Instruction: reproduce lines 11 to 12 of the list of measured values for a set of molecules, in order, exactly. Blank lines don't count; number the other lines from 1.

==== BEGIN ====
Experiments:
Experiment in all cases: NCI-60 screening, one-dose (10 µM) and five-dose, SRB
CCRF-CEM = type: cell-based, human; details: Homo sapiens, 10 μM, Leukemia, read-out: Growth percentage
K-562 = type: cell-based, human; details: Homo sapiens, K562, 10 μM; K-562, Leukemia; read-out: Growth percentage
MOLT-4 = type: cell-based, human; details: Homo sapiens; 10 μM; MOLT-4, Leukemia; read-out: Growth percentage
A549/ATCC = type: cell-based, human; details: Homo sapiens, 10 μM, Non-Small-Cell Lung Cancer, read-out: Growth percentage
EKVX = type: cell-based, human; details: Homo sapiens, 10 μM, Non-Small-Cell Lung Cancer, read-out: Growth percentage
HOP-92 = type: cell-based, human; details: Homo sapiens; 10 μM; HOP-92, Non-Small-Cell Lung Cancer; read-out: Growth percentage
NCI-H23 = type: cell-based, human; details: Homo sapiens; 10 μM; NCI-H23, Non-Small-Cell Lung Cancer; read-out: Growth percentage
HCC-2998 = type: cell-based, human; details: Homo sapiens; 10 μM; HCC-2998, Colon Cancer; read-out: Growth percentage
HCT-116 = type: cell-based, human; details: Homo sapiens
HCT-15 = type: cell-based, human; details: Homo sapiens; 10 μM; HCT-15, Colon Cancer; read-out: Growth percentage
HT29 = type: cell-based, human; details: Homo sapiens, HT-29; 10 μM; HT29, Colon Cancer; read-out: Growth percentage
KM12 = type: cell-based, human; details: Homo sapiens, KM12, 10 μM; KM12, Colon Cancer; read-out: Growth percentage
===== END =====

HCT-116 = type: cell-based, human; details: Homo sapiens
HCT-15 = type: cell-based, human; details: Homo sapiens; 10 μM; HCT-15, Colon Cancer; read-out: Growth percentage